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Lunitidal interval

Feb 28, 2017


In the small village where I live, I have spread my reputation as someone who knows a thing or two about celestial navigation. As a result, once every couple of years I get a call from some poor soul who is totally lost in the celestial triangle. I do my best to dispel the confusion, usually succeeding in either clarifying the problem or dispatching information so obtuse that the caller immediately gives up.

So it was last week that another one of these calls came. The caller, someone I think I know, but I’m not certain, had just purchased a fancy yachting watch that included a tide program in its myriad functions. The caller was totally befuddled as to how to calibrate the tide table on his watch. The instructions, written in four languages, advised the purchaser to enter the lunitidal interval in order to calibrate the tide program. So I was asked, what is the lunitidal interval and how is it found?

I admit, ruefully so, that I hadn’t the foggiest notion of what he was talking about. I know something of the tides — the fact that every day the high tide is 50 minutes later than the day before, the difference between spring and neap tides, and that the interval between two high tides on the same day is 12 hours and 25 minutes. But much to my chagrin, I had never heard of the lunitidal interval. I went to all my navigation books and searched the Internet and learned something new, which I can now share with you. I am certain that most of you already know what I am speaking of, but indulge me.

The lunitidal interval is the difference in the average time of the meridian passage of the moon and the following high tide. Theoretically speaking, the time of the meridian passage of the moon at a specific location should equal the maximal gravitational effect of the moon and should be the same time as the high tide in that location. But — and this is a big but — there is a lag due to other forces in play, including the topographic shape of the seabed and the coast, that create a time lag. This is information that I did not know and, short of the requirement called for by setting a watch, I had no idea why it would be of value, except for it being simply interesting. 

The first thing to do is to find the time of the upper meridian passage of the moon. It is best to use a date when the moon is either full or new — in other words, a date that equates with spring tides. Here I turn to the trusty Nautical Almanac, as the meridian passage of the moon is listed in the daily pages. It is, of course, noted in local mean time. There is no need here to fine-tune the exact longitude and convert to GMT. We will be working in local time. We can also find the time of meridian passage by getting the time of moonrise and moonset and dividing by 2. 

Next, we need a tide table for our area and we need to notate the time of the next high tide following the meridian passage. We then subtract one from the other and the result is the lunitidal interval.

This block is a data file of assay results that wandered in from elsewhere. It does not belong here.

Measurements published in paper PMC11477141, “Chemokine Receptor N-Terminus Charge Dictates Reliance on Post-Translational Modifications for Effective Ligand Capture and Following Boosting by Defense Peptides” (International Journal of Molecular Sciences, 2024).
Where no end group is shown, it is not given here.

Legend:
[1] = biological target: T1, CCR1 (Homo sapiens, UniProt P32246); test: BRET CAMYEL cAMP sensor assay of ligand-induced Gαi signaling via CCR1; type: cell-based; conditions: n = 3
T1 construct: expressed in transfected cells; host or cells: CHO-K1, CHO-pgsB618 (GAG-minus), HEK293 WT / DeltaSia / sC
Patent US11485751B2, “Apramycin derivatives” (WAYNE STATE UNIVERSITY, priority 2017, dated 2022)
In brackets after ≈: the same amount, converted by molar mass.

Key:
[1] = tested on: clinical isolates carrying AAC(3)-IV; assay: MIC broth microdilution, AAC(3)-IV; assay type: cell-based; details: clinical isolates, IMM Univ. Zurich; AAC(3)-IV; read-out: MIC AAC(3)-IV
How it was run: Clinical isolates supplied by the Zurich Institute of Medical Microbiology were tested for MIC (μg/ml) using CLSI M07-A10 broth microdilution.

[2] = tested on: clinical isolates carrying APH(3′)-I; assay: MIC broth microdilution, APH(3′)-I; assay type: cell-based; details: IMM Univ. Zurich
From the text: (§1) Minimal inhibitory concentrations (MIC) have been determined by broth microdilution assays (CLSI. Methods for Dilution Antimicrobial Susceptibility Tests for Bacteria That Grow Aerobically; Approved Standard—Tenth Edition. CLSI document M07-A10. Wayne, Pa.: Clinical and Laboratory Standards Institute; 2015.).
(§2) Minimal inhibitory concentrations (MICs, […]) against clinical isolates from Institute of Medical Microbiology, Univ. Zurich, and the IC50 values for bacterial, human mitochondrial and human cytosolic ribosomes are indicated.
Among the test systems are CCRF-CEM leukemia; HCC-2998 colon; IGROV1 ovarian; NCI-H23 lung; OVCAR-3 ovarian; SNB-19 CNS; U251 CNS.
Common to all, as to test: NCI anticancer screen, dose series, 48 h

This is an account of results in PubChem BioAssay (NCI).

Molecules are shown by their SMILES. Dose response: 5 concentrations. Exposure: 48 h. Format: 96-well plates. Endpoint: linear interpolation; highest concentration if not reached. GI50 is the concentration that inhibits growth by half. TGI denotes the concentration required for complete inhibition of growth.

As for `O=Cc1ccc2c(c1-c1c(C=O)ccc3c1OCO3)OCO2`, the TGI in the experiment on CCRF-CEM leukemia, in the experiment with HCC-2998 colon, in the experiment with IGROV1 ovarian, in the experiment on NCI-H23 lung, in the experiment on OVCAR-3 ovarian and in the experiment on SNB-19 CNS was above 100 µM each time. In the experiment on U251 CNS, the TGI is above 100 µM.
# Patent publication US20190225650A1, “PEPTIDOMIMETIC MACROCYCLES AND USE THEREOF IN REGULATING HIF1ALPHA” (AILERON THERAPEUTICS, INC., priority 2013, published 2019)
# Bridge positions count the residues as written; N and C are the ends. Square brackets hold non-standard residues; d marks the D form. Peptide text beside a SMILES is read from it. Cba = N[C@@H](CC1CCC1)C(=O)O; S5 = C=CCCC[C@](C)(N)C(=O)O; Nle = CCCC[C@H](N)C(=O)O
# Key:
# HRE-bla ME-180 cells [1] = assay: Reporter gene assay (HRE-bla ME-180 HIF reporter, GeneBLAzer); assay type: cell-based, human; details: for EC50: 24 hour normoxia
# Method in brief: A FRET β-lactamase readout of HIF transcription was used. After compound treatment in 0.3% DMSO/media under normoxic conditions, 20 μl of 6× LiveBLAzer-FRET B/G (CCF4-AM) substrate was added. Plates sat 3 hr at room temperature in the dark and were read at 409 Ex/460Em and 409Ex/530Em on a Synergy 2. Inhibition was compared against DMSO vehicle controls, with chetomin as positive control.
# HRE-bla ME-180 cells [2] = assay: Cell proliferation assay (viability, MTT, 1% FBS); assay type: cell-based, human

On Jan. 28, there is a new moon. At my location in Greenport, Long Island, high tide for that day is at 1037 and 2313. Going to the Nautical Almanac (2017 edition), I see on the daily pages in the lower right-hand corner that the upper meridian passage of the moon is at 1236 LMT. By the way, it is also interesting to note that the meridian passage of the sun that day is 1213. This makes perfect sense, as the moon is following the sun by about 20 minutes. 

So on Jan. 28, meridian passage of the moon is at 1236. The next high tide is at 2313. If I subtract the meridian passage time from the following time of high tide, I get 10 hours and 37 minutes. This means that the lunitidal interval — in other words, the difference in time between the meridian passage of the moon and high tide — is 10 hours and 37 minutes. The more accurate method of finding the lunitidal interval is to take an average time of meridian passages at a full or new moon and then average the following high tides for those dates. The implications of this information are interesting. If one knows the lunitidal interval for a specific area, then the time of high tide and low tide can be approximated should one not have a tide table.

My caller, by the way, got back to me a week later and I explained what I had learned. He listened politely and then told me that it didn’t matter anymore as he had sent the watch back.

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Feb 28, 2017 04:51 pm
 Posted by  Leo@sea

Hi, following your explanation of lunitidal interval, have you ever come across the double tide phenomenon? This occurs in certain parts of the world. The best example I know of is in southern England. Here because of the effects of the tide taking two routes around the Isle of Wight there is the "short route" and a "long route" via Southampton water which delays the second high tide by about 2 hours as I recall. So you get a "double" high tide and double low tide. Very interesting challenge in that part of the world!
Regards Les Horn

Feb 28, 2017 06:33 pm
 Posted by  SailAlaska

Ha! That last line was the killer! I had to chuckle. Why did he call back btw?

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